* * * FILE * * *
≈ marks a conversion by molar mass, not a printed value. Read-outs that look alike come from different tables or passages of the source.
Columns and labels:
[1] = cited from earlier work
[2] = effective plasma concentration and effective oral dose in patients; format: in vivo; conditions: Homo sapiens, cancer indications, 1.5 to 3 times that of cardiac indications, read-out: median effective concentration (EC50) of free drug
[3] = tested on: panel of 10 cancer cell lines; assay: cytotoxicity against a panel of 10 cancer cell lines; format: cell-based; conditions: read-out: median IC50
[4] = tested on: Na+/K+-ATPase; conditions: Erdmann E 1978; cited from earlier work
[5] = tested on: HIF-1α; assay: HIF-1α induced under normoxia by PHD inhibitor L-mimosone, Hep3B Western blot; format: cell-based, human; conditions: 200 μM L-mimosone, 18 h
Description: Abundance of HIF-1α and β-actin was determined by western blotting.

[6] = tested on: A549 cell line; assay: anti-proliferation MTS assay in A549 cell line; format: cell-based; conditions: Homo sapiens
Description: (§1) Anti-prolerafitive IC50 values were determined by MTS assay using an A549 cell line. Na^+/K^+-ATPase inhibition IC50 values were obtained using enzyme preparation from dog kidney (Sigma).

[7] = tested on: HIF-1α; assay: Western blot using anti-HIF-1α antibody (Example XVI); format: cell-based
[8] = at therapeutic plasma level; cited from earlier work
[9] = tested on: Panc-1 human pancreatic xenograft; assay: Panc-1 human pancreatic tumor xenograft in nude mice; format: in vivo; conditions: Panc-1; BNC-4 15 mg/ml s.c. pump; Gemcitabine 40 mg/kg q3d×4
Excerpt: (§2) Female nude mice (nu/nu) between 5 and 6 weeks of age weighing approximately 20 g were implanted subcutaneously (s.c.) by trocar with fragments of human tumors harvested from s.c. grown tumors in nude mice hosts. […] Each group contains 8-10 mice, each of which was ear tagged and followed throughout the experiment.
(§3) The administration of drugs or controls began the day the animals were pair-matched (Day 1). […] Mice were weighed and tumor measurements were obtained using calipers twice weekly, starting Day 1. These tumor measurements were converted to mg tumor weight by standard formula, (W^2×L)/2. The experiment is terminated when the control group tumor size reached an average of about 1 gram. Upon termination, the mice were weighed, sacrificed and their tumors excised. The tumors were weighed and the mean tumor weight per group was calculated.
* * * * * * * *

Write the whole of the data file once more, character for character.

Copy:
≈ marks a conversion by molar mass, not a printed value. Read-outs that look alike come from different tables or passages of the source.
Columns and labels:
[1] = cited from earlier work
[2] = effective plasma concentration and effective oral dose in patients; format: in vivo; conditions: Homo sapiens, cancer indications, 1.5 to 3 times that of cardiac indications, read-out: median effective concentration (EC50) of free drug
[3] = tested on: panel of 10 cancer cell lines; assay: cytotoxicity against a panel of 10 cancer cell lines; format: cell-based; conditions: read-out: median IC50
[4] = tested on: Na+/K+-ATPase; conditions: Erdmann E 1978; cited from earlier work
[5] = tested on: HIF-1α; assay: HIF-1α induced under normoxia by PHD inhibitor L-mimosone, Hep3B Western blot; format: cell-based, human; conditions: 200 μM L-mimosone, 18 h
Description: Abundance of HIF-1α and β-actin was determined by western blotting.

[6] = tested on: A549 cell line; assay: anti-proliferation MTS assay in A549 cell line; format: cell-based; conditions: Homo sapiens
Description: (§1) Anti-prolerafitive IC50 values were determined by MTS assay using an A549 cell line. Na^+/K^+-ATPase inhibition IC50 values were obtained using enzyme preparation from dog kidney (Sigma).

[7] = tested on: HIF-1α; assay: Western blot using anti-HIF-1α antibody (Example XVI); format: cell-based
[8] = at therapeutic plasma level; cited from earlier work
[9] = tested on: Panc-1 human pancreatic xenograft; assay: Panc-1 human pancreatic tumor xenograft in nude mice; format: in vivo; conditions: Panc-1; BNC-4 15 mg/ml s.c. pump; Gemcitabine 40 mg/kg q3d×4
Excerpt: (§2) Female nude mice (nu/nu) between 5 and 6 weeks of age weighing approximately 20 g were implanted subcutaneously (s.c.) by trocar with fragments of human tumors harvested from s.c. grown tumors in nude mice hosts. […] Each group contains 8-10 mice, each of which was ear tagged and followed throughout the experiment.
(§3) The administration of drugs or controls began the day the animals were pair-matched (Day 1). […] Mice were weighed and tumor measurements were obtained using calipers twice weekly, starting Day 1. These tumor measurements were converted to mg tumor weight by standard formula, (W^2×L)/2. The experiment is terminated when the control group tumor size reached an average of about 1 gram. Upon termination, the mice were weighed, sacrificed and their tumors excised. The tumors were weighed and the mean tumor weight per group was calculated.